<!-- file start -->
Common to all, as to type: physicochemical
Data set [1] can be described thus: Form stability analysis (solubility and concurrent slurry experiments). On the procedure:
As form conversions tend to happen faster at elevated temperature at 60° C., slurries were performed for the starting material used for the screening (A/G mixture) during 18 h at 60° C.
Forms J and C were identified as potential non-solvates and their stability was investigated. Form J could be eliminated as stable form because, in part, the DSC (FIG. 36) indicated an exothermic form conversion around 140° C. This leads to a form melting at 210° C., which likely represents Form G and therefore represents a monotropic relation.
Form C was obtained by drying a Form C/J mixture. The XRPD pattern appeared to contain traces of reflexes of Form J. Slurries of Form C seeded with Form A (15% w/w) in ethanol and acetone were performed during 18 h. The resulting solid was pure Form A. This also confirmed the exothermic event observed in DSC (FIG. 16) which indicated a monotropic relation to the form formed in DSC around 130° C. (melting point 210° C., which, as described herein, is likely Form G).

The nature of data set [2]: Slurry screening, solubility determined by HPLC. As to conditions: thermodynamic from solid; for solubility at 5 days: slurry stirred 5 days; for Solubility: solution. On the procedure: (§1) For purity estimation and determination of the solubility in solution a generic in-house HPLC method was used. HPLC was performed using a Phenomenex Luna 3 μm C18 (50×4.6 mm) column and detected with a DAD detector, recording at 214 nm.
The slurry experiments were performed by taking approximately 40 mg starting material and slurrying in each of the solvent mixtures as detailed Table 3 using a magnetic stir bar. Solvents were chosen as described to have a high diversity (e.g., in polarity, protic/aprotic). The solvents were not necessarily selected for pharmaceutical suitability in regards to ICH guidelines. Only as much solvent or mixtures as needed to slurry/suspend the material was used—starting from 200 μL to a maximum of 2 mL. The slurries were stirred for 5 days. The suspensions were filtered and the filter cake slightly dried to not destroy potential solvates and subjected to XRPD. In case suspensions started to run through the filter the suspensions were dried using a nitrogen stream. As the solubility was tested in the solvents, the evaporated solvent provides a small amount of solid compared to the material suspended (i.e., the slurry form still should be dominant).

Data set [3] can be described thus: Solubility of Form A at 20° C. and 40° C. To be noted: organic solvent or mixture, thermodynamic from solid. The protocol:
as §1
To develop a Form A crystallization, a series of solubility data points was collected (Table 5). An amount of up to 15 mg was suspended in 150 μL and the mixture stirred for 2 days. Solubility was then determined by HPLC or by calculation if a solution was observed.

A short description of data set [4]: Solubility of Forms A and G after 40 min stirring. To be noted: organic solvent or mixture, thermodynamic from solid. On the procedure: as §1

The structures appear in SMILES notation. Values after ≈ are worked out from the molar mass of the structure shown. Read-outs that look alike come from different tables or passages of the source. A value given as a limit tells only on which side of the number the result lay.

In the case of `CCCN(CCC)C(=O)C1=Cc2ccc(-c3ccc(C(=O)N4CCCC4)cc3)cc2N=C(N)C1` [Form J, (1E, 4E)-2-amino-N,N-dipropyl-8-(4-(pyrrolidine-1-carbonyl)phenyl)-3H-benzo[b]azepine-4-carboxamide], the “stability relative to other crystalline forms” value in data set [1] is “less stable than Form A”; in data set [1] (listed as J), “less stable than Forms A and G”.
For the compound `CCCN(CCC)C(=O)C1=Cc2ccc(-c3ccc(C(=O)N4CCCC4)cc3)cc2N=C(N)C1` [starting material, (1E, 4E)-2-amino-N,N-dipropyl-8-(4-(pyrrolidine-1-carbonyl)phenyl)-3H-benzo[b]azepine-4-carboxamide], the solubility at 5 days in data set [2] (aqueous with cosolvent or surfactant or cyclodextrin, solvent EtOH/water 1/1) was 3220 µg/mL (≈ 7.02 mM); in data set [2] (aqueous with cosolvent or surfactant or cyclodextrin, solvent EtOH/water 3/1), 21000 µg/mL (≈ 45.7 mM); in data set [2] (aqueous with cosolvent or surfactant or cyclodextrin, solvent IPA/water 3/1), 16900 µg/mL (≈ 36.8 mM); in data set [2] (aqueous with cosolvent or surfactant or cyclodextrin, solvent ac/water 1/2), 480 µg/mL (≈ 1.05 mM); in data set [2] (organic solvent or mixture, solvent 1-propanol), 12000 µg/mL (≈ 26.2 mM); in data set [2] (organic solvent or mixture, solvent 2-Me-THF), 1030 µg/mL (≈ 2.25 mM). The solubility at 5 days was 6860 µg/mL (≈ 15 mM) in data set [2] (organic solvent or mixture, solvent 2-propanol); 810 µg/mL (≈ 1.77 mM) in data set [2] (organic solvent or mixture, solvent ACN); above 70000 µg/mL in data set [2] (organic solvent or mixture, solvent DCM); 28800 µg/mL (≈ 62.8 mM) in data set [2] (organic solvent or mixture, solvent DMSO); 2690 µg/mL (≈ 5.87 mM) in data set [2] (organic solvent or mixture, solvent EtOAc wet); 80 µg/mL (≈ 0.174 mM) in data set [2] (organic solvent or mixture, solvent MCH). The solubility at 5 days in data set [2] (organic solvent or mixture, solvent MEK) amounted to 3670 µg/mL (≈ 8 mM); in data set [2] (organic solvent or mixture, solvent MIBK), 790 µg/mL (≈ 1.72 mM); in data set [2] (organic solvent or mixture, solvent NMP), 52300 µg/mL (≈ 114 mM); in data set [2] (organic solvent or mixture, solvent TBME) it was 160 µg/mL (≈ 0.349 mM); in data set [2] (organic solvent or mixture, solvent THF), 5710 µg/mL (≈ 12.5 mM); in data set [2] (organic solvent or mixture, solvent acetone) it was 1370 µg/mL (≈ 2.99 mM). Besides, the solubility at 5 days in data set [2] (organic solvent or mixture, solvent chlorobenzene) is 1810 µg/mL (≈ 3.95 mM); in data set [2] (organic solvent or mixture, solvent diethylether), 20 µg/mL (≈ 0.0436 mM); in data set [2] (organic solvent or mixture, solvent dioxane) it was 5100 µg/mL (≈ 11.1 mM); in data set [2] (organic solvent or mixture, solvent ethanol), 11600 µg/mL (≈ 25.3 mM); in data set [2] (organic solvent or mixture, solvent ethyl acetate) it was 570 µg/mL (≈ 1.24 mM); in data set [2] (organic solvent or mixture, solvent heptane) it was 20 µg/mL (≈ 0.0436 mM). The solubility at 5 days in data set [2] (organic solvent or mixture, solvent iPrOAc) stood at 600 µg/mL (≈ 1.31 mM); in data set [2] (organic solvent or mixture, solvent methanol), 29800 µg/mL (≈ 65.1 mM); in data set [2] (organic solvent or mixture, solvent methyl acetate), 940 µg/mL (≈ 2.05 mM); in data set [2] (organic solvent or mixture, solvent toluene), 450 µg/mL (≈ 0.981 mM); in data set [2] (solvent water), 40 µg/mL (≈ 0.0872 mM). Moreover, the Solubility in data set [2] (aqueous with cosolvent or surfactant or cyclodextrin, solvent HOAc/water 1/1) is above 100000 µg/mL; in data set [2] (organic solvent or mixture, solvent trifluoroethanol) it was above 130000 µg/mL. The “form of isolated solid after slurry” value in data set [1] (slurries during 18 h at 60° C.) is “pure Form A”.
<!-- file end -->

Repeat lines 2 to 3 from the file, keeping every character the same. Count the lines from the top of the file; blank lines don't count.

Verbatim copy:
Data set [1] can be described thus: Form stability analysis (solubility and concurrent slurry experiments). On the procedure:
As form conversions tend to happen faster at elevated temperature at 60° C., slurries were performed for the starting material used for the screening (A/G mixture) during 18 h at 60° C.